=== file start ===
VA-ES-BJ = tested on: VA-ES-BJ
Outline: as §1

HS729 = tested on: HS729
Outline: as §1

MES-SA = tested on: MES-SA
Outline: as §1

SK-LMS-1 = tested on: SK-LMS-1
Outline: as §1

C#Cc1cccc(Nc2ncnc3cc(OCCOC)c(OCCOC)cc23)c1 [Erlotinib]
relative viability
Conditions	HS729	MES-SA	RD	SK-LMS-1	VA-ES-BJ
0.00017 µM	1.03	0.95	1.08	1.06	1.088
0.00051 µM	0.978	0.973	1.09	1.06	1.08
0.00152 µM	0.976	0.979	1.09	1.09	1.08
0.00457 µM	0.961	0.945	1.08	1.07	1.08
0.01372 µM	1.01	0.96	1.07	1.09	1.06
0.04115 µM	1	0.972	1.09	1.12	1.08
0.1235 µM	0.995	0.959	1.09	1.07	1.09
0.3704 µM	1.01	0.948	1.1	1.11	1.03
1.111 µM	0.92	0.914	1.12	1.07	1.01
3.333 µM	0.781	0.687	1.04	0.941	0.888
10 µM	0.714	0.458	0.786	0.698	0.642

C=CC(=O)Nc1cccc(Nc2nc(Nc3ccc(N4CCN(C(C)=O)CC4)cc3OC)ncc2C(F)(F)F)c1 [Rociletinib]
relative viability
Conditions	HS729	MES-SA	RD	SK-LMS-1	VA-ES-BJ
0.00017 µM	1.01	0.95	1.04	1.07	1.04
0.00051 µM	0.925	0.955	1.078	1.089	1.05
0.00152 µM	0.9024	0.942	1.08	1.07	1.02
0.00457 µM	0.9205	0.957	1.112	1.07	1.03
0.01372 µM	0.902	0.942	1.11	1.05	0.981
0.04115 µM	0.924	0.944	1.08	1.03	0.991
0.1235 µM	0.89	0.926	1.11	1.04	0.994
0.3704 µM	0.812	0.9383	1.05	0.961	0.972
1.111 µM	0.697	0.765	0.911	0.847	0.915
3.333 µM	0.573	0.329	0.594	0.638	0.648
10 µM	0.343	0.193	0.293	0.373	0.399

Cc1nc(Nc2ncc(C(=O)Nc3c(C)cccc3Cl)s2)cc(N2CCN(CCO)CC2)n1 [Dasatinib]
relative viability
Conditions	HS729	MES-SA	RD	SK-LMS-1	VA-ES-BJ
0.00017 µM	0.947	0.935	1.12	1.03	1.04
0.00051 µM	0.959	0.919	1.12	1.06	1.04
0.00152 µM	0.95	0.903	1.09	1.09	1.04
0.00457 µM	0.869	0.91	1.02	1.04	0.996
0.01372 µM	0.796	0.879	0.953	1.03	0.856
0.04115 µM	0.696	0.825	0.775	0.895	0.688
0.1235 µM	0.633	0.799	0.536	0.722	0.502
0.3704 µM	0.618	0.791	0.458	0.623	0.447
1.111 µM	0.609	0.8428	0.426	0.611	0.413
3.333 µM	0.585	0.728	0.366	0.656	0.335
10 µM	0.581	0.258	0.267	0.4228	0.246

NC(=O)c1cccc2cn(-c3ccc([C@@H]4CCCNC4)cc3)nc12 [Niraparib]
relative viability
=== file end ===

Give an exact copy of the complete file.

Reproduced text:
VA-ES-BJ = tested on: VA-ES-BJ
Outline: as §1

HS729 = tested on: HS729
Outline: as §1

MES-SA = tested on: MES-SA
Outline: as §1

SK-LMS-1 = tested on: SK-LMS-1
Outline: as §1

C#Cc1cccc(Nc2ncnc3cc(OCCOC)c(OCCOC)cc23)c1 [Erlotinib]
relative viability
Conditions	HS729	MES-SA	RD	SK-LMS-1	VA-ES-BJ
0.00017 µM	1.03	0.95	1.08	1.06	1.088
0.00051 µM	0.978	0.973	1.09	1.06	1.08
0.00152 µM	0.976	0.979	1.09	1.09	1.08
0.00457 µM	0.961	0.945	1.08	1.07	1.08
0.01372 µM	1.01	0.96	1.07	1.09	1.06
0.04115 µM	1	0.972	1.09	1.12	1.08
0.1235 µM	0.995	0.959	1.09	1.07	1.09
0.3704 µM	1.01	0.948	1.1	1.11	1.03
1.111 µM	0.92	0.914	1.12	1.07	1.01
3.333 µM	0.781	0.687	1.04	0.941	0.888
10 µM	0.714	0.458	0.786	0.698	0.642

C=CC(=O)Nc1cccc(Nc2nc(Nc3ccc(N4CCN(C(C)=O)CC4)cc3OC)ncc2C(F)(F)F)c1 [Rociletinib]
relative viability
Conditions	HS729	MES-SA	RD	SK-LMS-1	VA-ES-BJ
0.00017 µM	1.01	0.95	1.04	1.07	1.04
0.00051 µM	0.925	0.955	1.078	1.089	1.05
0.00152 µM	0.9024	0.942	1.08	1.07	1.02
0.00457 µM	0.9205	0.957	1.112	1.07	1.03
0.01372 µM	0.902	0.942	1.11	1.05	0.981
0.04115 µM	0.924	0.944	1.08	1.03	0.991
0.1235 µM	0.89	0.926	1.11	1.04	0.994
0.3704 µM	0.812	0.9383	1.05	0.961	0.972
1.111 µM	0.697	0.765	0.911	0.847	0.915
3.333 µM	0.573	0.329	0.594	0.638	0.648
10 µM	0.343	0.193	0.293	0.373	0.399

Cc1nc(Nc2ncc(C(=O)Nc3c(C)cccc3Cl)s2)cc(N2CCN(CCO)CC2)n1 [Dasatinib]
relative viability
Conditions	HS729	MES-SA	RD	SK-LMS-1	VA-ES-BJ
0.00017 µM	0.947	0.935	1.12	1.03	1.04
0.00051 µM	0.959	0.919	1.12	1.06	1.04
0.00152 µM	0.95	0.903	1.09	1.09	1.04
0.00457 µM	0.869	0.91	1.02	1.04	0.996
0.01372 µM	0.796	0.879	0.953	1.03	0.856
0.04115 µM	0.696	0.825	0.775	0.895	0.688
0.1235 µM	0.633	0.799	0.536	0.722	0.502
0.3704 µM	0.618	0.791	0.458	0.623	0.447
1.111 µM	0.609	0.8428	0.426	0.611	0.413
3.333 µM	0.585	0.728	0.366	0.656	0.335
10 µM	0.581	0.258	0.267	0.4228	0.246

NC(=O)c1cccc2cn(-c3ccc([C@@H]4CCCNC4)cc3)nc12 [Niraparib]
relative viability